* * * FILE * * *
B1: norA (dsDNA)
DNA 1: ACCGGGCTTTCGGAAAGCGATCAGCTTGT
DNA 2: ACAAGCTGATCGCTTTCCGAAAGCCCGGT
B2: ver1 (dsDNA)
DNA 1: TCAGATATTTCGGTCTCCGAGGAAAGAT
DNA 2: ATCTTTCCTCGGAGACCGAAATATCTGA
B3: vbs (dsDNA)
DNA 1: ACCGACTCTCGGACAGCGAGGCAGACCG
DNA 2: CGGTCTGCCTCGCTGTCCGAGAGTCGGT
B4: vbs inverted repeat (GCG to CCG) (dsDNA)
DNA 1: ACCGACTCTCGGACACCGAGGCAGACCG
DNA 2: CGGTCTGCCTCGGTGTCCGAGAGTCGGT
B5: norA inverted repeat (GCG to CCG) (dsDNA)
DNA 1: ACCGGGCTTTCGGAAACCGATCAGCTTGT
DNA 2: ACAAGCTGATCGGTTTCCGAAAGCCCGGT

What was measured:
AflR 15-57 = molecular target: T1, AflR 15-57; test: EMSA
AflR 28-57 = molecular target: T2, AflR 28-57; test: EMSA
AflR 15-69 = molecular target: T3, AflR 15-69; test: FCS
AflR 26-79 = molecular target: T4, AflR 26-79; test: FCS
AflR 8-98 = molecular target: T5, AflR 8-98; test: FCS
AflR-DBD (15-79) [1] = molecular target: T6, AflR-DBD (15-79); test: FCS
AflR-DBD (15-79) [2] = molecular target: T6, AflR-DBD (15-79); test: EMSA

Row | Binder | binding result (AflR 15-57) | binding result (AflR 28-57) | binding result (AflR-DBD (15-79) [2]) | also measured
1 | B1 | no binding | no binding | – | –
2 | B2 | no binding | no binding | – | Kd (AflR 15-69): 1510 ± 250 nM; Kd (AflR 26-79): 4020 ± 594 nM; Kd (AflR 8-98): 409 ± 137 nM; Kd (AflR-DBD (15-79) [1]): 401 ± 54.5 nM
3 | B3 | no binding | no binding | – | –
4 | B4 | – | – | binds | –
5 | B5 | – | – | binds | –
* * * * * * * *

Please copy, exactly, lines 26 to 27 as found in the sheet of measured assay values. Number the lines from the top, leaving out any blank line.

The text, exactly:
2 | B2 | no binding | no binding | – | Kd (AflR 15-69): 1510 ± 250 nM; Kd (AflR 26-79): 4020 ± 594 nM; Kd (AflR 8-98): 409 ± 137 nM; Kd (AflR-DBD (15-79) [1]): 401 ± 54.5 nM
3 | B3 | no binding | no binding | – | –